I have no special knowledge, though; I'm just going by what I've observed.
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Old 11-13-2011, 08:25 PM
silenus silenus is offline
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A lot of the stuff sold is also established name-brand item that do zero advertising any more. Bon-Ami cleanser, for example. Still exists, but they don't advertise and you can only find it at the $.99 stores.
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Old 11-13-2011, 08:53 PM
joebuck20 joebuck20 is offline
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I've also noticed that a lot of dollar stores have smaller versions of name brand name items than what's sold at other places.

At the Dollar Trees where I live, for example, they have bags of Utz potato chips, one of the big name brands here in the South, but they're smaller than what they carry in the regular grocery store. Same with Irish Spring soap. They sell it at Dollar Tree, but the bars are smaller.

Quote:
Originally Posted by silenus View Post
A lot of the stuff sold is also established name-brand item that do zero advertising any more. Bon-Ami cleanser, for example. Still exists, but they don't advertise and you can only find it at the $.99 stores.
This too. At Dollar Tree, they also carry Pear's soap, apparently another one of those legacy brands that most people nowadays have never heard of.

Last edited by joebuck20; 11-13-2011 at 08:56 PM..
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  #11  
Old 11-13-2011, 10:02 PM
Wendell Wagner Wendell Wagner is online now
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joebuck20 writes:

> . . . Utz potato chips, one of the big name brands here in the South . . .

Not just in the South. Utz is based in Pennsylvania:

http://en.wikipedia.org/wiki/Utz_Quality_Foods,_Inc.

Apparently they're available all over the eastern half of the U.S.
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  #12  
Old 11-13-2011, 10:08 PM
Tom Tildrum Tom Tildrum is offline
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Last time I was in a dollar store, there was a bunch of toothpaste of American brands with Arabic script on the labels.
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  #13  
Old 11-13-2011, 10:09 PM
Jophiel Jophiel is offline
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I haven't bought a lot of food at dollar stores but the stuff I've seen hasn't been out of date... but some has been rather close. One time I saw a display of 2 liter bottles of Pepsi Twist that were "two for a buck". But it was about a week away from the freshness date. For a bottle of soda, that means it was bottled about a year prior. I'm guessing they bought it at clearance from a wholesaler.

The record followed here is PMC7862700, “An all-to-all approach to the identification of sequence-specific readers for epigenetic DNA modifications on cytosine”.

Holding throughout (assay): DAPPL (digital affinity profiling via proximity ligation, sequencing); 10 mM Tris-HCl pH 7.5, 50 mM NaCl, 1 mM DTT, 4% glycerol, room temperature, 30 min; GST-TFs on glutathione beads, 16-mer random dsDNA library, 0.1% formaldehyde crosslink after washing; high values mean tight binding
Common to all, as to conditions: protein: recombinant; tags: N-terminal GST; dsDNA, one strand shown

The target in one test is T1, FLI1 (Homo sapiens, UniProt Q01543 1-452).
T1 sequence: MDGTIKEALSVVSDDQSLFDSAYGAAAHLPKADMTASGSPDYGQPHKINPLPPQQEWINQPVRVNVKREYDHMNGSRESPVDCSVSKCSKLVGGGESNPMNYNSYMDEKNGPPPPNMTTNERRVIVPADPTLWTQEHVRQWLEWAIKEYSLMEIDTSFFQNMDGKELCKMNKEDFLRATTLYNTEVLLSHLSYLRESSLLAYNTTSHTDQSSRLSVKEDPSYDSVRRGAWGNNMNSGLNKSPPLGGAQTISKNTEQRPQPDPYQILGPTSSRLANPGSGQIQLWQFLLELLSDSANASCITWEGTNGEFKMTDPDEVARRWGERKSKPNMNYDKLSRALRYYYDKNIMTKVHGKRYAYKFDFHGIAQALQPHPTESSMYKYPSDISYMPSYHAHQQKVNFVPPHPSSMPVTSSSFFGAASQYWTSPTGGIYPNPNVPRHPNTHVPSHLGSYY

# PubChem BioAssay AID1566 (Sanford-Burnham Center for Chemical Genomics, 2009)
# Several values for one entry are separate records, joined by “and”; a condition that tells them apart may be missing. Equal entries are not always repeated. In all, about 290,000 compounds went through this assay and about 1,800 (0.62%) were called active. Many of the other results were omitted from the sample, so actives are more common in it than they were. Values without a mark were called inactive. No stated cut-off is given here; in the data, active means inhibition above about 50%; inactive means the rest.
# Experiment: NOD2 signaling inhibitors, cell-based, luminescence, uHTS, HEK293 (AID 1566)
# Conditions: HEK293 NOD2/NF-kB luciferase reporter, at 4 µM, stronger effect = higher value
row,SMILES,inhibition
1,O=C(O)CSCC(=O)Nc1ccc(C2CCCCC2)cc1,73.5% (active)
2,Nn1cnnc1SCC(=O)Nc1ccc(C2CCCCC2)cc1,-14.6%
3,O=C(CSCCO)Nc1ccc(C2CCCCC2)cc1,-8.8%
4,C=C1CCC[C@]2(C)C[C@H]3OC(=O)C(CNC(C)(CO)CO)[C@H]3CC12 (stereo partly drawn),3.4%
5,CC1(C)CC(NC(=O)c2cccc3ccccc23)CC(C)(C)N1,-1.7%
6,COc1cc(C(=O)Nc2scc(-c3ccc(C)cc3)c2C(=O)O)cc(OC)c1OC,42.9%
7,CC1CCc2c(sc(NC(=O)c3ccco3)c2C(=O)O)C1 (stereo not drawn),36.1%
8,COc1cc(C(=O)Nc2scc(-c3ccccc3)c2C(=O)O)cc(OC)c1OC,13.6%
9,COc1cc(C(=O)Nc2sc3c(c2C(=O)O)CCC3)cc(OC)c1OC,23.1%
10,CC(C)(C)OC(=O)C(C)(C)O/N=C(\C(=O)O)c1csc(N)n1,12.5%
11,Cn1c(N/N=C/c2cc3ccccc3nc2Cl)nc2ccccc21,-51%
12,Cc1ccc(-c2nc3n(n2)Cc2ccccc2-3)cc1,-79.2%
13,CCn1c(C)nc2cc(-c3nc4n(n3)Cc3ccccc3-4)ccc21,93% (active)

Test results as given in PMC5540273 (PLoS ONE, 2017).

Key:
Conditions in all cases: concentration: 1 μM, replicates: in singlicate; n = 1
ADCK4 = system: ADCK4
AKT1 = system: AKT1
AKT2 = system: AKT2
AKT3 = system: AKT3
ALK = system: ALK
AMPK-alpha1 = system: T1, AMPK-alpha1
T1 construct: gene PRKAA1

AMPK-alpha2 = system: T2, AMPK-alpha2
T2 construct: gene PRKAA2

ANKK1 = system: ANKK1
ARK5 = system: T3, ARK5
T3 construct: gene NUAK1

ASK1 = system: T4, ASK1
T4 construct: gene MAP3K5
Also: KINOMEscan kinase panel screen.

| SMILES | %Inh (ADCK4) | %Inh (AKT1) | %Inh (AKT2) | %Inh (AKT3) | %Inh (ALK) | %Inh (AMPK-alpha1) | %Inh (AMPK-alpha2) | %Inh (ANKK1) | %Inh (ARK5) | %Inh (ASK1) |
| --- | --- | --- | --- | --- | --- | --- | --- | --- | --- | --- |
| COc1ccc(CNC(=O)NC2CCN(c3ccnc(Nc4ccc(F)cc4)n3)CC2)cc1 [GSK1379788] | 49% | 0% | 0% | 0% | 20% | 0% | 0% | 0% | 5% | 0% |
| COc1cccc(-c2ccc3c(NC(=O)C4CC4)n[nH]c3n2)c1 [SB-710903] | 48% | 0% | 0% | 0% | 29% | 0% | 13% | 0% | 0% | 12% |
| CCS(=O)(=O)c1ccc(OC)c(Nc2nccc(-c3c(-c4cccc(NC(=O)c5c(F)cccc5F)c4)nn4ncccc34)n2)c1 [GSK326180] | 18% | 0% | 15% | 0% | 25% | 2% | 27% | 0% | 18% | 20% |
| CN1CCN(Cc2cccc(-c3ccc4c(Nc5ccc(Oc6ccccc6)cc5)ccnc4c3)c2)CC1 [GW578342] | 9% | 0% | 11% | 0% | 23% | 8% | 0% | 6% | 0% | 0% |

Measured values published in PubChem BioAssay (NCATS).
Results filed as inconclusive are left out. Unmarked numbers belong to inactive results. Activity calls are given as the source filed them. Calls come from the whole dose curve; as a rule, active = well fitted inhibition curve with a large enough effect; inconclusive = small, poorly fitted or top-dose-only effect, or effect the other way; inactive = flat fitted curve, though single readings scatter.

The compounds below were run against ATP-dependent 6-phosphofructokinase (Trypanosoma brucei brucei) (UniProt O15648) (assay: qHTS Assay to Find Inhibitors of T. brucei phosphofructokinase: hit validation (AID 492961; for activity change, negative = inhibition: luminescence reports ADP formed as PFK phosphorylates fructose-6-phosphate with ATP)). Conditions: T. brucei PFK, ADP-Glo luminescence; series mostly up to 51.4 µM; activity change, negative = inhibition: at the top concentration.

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  #14  
Old 11-13-2011, 10:20 PM
MPB in Salt Lake MPB in Salt Lake is offline
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Quote:
Originally Posted by Jophiel View Post
I haven't bought a lot of food at dollar stores but the stuff I've seen hasn't been out of date... but some has been rather close. One time I saw a display of 2 liter bottles of Pepsi Twist that were "two for a buck". But it was about a week away from the freshness date. For a bottle of soda, that means it was bottled about a year prior. I'm guessing they bought it at clearance from a wholesaler.
I am no expert, but on something like soda, even if it was a couple of months past the "Freshness" or "Best By" date, it would still probably taste just fine.

Meat, poultry, seafood or dairy products are obviously a whole different story.
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  #15  
Old 11-13-2011, 10:52 PM
VOW VOW is offline
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I saw "Pepsi Spice" at 2 for 99 at the 99 cent only store.

A month later, it was 3 for 99.

I think a LOT of the stuff at the 99 cent only store is packaged just for them. The packages contain much smaller amounts than you'd find at Walmart or Target.


~VOW
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  #16  
Old 11-13-2011, 11:01 PM
kenobi 65 kenobi 65 is offline
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Originally Posted by MPB in Salt Lake View Post
I am no expert, but on something like soda, even if it was a couple of months past the "Freshness" or "Best By" date, it would still probably taste just fine.
If it's diet soda, made with aspartame, it might be sketchier. Aspartame can quickly lose its sweetness, and was the reason that the big soft-drink companies began putting "freshness" dates on their products.
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  #17  
Old 11-13-2011, 11:14 PM
Bartman Bartman is offline
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I think a LOT of the stuff at the 99 cent only store is packaged just for them. The packages contain much smaller amounts than you'd find at Walmart or Target.